Ridley Scott intended for his cyberpunk/future noir film Blade Runner to have an ambiguous, non cut-and-dry ending, but the original American theatrical release in 1982, the studio insisted on a cheesy voiceover by Harrison Ford at the end, essentially pulling a “perfect happy ending” out of nowhere. The 2007 Final Cut, which we were lucky enough to experience on the big screen, ditched that voiceover and restored the open ending.
Why are we bringing up Blade Runner’s alternate endings? Because for us, this Future Diary OVA was that voiceover ending: tacked-on, cheesy, and unnecessary. We didn’t have a powerful need for a happy ending; the original one was fine. We were fine with Yuno and all of the others involved in the game returning to their normal lives, and the ambiguity of Yuno kinda sorta remembering someone. We were fine with Yukiteru brooding in the void for millennia with only Murmur and his brain for company.
Okay, so maybe we’re being a bit harsh. It’s been over two years since Mirai Nikki wrapped, and for many it was probably a thrill to see all the characters alive and well simply enjoying regular life. There were probably quite a few who relished Yuno picking at the scab in her brain until she finally ended up in the position to get her memories fully restored, enabling her to find Yukkii and reunite with him. And that’s fine. We’re just saying it wasn’t really our thing.
Rating: 4 (Fair)
Stray Observation: The strange realm in which Yuno races to the Murmur holding her memories looks a bit like Orphan’s Cradle, the final dungeon in FFXIII…only less pretty.
The time comes for the school groups to pair off into boy-girl pairs for school duties, ceremonial preparation, and eventually, procreation. A handsome guy named Ryou tells Saki he’ll choose her, but she’s not so sure who he is. Ryou seems to have replaced Shun in everyone’s minds, but Saki and Satoru still remember him. Saki also finds a mirror with her sister’s name etched in, as well as the girl who was in their group years ago. Itou freaks out, and Maria tells Saki to drop it. She can’t give up, but she won’t bring it up again. Two officials from the Ethics Committee appear before them, and the three are brought to the committee’s head, Asahina Tomiko, starting with Saki.
Whatever methods the powers that be employ – be they the Ethics Committee or their bosses – to ensure the people remain blissfully ignorant and only believe and remember what they’re told, they simply haven’t worked on Saki. Aonuma Shun’s growing power, whether from ‘illness’ or ‘ascendance’ was an immediate existential threat to the almighty status quo, and it was dealt with by allowing him to self-destruct in isolation, then swept under the rug. But Saki’s power – that of intense, piercing curiosity and doubt – is far more insidious. One by one, it spreads to her three remaining friends, though they exhibit varying degrees of enthusiasm.
Saki gets things started. Satoru is willing to hear anything out. Maria is unnerved. Mamoru is terrified. This may also be the order from worst to best sense of self-preservation, because not long after the matter between the friends is more or less resolved, a couple of kind, friendly-looking adults shows up, essentially arresting Maria, Satoru, and Saki. Has the Ethics Committee finally had enough of Wantanabe Saki and her incessant digging? They may well wish to ‘purge’ or ‘dispose of’ her, but with all the nice manners, smiles, and insistence that ‘there’s no reason to be nervous’, they may have another use for her altogether – one even she can’t fathom.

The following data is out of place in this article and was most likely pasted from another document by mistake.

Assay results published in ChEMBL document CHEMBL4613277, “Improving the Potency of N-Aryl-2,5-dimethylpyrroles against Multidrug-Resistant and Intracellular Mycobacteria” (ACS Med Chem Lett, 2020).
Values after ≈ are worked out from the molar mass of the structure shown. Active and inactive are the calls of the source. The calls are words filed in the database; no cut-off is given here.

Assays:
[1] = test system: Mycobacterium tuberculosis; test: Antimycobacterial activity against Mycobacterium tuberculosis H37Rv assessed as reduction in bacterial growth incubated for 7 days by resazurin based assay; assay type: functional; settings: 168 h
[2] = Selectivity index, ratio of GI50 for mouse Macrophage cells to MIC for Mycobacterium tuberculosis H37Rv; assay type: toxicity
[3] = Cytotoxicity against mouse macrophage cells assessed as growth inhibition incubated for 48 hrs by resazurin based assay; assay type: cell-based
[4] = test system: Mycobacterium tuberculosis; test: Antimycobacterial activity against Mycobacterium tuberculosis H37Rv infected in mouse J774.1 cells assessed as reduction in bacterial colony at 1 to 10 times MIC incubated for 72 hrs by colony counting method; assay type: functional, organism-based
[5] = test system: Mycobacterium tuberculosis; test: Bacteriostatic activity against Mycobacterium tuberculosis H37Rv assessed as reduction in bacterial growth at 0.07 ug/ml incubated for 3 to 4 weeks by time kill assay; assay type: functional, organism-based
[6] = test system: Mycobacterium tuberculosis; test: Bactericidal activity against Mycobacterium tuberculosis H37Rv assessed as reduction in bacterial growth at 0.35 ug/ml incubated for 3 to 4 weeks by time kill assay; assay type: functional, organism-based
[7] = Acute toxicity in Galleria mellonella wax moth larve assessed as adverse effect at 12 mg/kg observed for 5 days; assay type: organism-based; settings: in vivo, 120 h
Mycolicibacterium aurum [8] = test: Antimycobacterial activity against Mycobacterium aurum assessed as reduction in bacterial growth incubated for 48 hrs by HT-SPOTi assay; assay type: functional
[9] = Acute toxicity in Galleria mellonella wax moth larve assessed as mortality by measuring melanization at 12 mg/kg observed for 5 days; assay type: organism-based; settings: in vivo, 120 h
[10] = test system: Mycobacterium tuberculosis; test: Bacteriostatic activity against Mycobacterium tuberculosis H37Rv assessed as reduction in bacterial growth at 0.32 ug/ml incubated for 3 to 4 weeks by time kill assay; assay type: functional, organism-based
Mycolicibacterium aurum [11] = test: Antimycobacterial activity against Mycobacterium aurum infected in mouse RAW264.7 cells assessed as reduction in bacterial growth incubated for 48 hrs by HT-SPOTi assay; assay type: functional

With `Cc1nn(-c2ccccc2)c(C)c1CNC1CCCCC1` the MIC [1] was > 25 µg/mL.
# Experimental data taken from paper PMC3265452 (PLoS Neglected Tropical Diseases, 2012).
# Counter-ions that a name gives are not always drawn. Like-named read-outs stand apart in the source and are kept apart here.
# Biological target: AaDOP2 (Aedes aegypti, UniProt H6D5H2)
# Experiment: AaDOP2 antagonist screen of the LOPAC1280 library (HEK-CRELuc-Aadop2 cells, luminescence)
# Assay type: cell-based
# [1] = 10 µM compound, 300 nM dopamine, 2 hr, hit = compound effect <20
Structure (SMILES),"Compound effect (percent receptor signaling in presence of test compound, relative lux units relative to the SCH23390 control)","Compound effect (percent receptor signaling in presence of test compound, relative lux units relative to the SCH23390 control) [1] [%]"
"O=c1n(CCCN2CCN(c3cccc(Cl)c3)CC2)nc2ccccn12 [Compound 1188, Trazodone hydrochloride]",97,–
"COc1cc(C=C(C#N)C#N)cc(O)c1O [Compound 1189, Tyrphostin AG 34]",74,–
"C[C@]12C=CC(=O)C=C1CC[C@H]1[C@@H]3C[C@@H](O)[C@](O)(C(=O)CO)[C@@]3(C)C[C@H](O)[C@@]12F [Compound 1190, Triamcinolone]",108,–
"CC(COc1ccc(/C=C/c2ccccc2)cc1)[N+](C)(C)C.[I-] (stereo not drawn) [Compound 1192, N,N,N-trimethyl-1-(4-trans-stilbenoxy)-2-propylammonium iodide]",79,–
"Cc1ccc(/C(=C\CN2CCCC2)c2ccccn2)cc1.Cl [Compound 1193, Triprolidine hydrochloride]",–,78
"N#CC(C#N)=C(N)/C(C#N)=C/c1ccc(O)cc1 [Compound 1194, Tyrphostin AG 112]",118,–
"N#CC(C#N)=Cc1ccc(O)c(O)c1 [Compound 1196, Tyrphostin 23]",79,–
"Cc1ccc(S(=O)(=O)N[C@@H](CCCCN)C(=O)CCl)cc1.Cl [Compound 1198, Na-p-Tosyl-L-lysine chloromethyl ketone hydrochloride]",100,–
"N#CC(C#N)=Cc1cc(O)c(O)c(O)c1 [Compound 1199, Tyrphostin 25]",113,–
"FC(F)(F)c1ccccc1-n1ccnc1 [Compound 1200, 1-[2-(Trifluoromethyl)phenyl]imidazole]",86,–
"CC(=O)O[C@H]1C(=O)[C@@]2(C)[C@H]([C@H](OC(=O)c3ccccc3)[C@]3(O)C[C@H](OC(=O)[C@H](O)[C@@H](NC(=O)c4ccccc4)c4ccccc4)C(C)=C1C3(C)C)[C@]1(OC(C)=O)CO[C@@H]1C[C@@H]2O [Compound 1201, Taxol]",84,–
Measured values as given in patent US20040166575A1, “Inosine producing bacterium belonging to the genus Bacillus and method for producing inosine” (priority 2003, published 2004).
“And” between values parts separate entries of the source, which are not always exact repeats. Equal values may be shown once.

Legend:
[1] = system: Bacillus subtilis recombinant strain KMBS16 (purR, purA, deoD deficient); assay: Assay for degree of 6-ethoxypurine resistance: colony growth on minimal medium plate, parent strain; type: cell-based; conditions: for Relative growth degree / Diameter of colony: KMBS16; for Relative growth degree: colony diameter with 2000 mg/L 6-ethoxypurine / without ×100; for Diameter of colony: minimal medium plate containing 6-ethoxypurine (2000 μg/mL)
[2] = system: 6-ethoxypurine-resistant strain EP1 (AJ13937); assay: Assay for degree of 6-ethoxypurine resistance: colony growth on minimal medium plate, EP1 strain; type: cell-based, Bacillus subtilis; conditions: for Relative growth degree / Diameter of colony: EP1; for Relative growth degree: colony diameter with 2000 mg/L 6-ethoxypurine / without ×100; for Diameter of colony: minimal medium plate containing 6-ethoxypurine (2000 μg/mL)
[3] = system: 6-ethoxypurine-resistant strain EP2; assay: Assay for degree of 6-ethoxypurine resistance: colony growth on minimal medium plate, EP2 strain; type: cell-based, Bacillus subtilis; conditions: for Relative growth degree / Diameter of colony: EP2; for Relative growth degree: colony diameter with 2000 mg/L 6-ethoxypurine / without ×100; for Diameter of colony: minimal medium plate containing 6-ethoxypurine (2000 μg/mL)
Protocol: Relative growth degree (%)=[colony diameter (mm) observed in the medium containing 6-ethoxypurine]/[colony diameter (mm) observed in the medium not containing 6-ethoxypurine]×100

Rating: 8 (Great)
Tiger faces the Heroes with no plan, Kaede drops in and restores their memories, but Barnaby is absent, so he remains convinced Kotetsu murdered his Auntie Sam. Tiger goes all “come at me bro” and the two former allies chase each other all over Sternbild. Meanwhile, the other heroes face Fake Tiger, and unmask him to reveal…well, they don’t actually show his face…
Well now, how could I have forgotten that Kaede was touched on the head by Maverick? Well I did…Oops! So she isn’t really a deus ex machina, because the logic of her character and the plot allowed her to have those powers.Still, her arrival in the knick of time was awfully convenient. As for the heroes, they’re extremely susceptable to mediocre stalling tactics.
The second half was all Tiger & Bunny going at it. Tiger decides for some reason that it’s better for him to lead Bunny away from the other heroes and make him give chase on a crowded expressway and through city intersections, putting thousands of Sterbilders at mortal risk. Considering Tiger’s commitment to protecting the public, this was either a lapse of judgement on his part – or the writers.
Yet another solid outing for Dantalian no Shoka. What the famous courtesan Viola lacks in memories and answers, she makes up for in charm and beauty, such that no less than five wealthy suitors propose to marry her, promising to retrieve five phantom books for some unspecified use.
Turns out this Viola lady is too good to be true, as in she’s a homonculus, created by a true magician of a level that surprises even Dalian. Count Megar is his name, and he has a mustache to twirl and everything. He wants her back so he can dissect her, so he unleashes magical attacks her hapless suitors cannot hope to defend. This makes for some excellent action sequences.
Enter Dalian, who lets Huey unlock the biblioteca and grab the real books. The magician’s illusory magic is neutralized, and the battle ends with a stalemate, though everyone is saved. We also see the lilac-haried Inner Dalian, who interacts with young Huey, and tells him she’d forgotten about lonliness until he arrived. She may give him a hard time, but there’s definitely affection there, and Huey knows it.